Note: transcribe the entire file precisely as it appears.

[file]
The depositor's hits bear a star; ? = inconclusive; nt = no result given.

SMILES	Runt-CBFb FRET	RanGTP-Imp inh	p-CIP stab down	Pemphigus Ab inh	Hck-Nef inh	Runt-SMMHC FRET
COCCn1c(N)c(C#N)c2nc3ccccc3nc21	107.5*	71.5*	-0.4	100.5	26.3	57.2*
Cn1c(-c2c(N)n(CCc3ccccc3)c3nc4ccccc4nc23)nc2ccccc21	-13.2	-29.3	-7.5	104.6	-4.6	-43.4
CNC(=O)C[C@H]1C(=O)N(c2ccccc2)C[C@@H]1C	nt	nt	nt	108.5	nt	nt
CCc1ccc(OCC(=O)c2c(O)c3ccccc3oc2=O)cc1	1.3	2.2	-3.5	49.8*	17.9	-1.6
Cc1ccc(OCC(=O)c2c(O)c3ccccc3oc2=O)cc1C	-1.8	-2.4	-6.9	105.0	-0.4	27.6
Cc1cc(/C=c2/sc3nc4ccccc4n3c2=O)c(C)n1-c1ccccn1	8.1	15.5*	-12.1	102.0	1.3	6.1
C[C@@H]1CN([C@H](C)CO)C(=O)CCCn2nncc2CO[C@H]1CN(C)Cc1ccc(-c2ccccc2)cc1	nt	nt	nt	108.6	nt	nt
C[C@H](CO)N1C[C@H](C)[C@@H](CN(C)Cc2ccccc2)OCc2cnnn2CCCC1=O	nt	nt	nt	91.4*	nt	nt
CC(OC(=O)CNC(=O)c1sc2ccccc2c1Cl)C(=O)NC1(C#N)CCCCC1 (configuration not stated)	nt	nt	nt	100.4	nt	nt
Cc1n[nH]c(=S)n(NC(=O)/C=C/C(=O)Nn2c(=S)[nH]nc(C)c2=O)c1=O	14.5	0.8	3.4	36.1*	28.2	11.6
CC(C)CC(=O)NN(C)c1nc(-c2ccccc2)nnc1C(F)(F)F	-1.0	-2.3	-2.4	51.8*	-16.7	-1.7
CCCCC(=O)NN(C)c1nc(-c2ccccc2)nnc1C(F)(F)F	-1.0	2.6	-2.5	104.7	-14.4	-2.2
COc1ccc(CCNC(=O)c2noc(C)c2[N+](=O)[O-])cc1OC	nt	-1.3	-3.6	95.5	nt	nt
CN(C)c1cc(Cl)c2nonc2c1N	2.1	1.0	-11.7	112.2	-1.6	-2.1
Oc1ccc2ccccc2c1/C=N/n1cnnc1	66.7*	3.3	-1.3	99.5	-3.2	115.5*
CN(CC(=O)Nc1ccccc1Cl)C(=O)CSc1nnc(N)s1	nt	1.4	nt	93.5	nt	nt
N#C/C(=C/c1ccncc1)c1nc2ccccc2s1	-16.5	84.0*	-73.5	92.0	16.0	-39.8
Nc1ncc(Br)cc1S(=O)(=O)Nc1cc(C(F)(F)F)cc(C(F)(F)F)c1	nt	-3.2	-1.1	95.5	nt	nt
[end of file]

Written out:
The depositor's hits bear a star; ? = inconclusive; nt = no result given.

SMILES	Runt-CBFb FRET	RanGTP-Imp inh	p-CIP stab down	Pemphigus Ab inh	Hck-Nef inh	Runt-SMMHC FRET
COCCn1c(N)c(C#N)c2nc3ccccc3nc21	107.5*	71.5*	-0.4	100.5	26.3	57.2*
Cn1c(-c2c(N)n(CCc3ccccc3)c3nc4ccccc4nc23)nc2ccccc21	-13.2	-29.3	-7.5	104.6	-4.6	-43.4
CNC(=O)C[C@H]1C(=O)N(c2ccccc2)C[C@@H]1C	nt	nt	nt	108.5	nt	nt
CCc1ccc(OCC(=O)c2c(O)c3ccccc3oc2=O)cc1	1.3	2.2	-3.5	49.8*	17.9	-1.6
Cc1ccc(OCC(=O)c2c(O)c3ccccc3oc2=O)cc1C	-1.8	-2.4	-6.9	105.0	-0.4	27.6
Cc1cc(/C=c2/sc3nc4ccccc4n3c2=O)c(C)n1-c1ccccn1	8.1	15.5*	-12.1	102.0	1.3	6.1
C[C@@H]1CN([C@H](C)CO)C(=O)CCCn2nncc2CO[C@H]1CN(C)Cc1ccc(-c2ccccc2)cc1	nt	nt	nt	108.6	nt	nt
C[C@H](CO)N1C[C@H](C)[C@@H](CN(C)Cc2ccccc2)OCc2cnnn2CCCC1=O	nt	nt	nt	91.4*	nt	nt
CC(OC(=O)CNC(=O)c1sc2ccccc2c1Cl)C(=O)NC1(C#N)CCCCC1 (configuration not stated)	nt	nt	nt	100.4	nt	nt
Cc1n[nH]c(=S)n(NC(=O)/C=C/C(=O)Nn2c(=S)[nH]nc(C)c2=O)c1=O	14.5	0.8	3.4	36.1*	28.2	11.6
CC(C)CC(=O)NN(C)c1nc(-c2ccccc2)nnc1C(F)(F)F	-1.0	-2.3	-2.4	51.8*	-16.7	-1.7
CCCCC(=O)NN(C)c1nc(-c2ccccc2)nnc1C(F)(F)F	-1.0	2.6	-2.5	104.7	-14.4	-2.2
COc1ccc(CCNC(=O)c2noc(C)c2[N+](=O)[O-])cc1OC	nt	-1.3	-3.6	95.5	nt	nt
CN(C)c1cc(Cl)c2nonc2c1N	2.1	1.0	-11.7	112.2	-1.6	-2.1
Oc1ccc2ccccc2c1/C=N/n1cnnc1	66.7*	3.3	-1.3	99.5	-3.2	115.5*
CN(CC(=O)Nc1ccccc1Cl)C(=O)CSc1nnc(N)s1	nt	1.4	nt	93.5	nt	nt
N#C/C(=C/c1ccncc1)c1nc2ccccc2s1	-16.5	84.0*	-73.5	92.0	16.0	-39.8
Nc1ncc(Br)cc1S(=O)(=O)Nc1cc(C(F)(F)F)cc(C(F)(F)F)c1	nt	-3.2	-1.1	95.5	nt	nt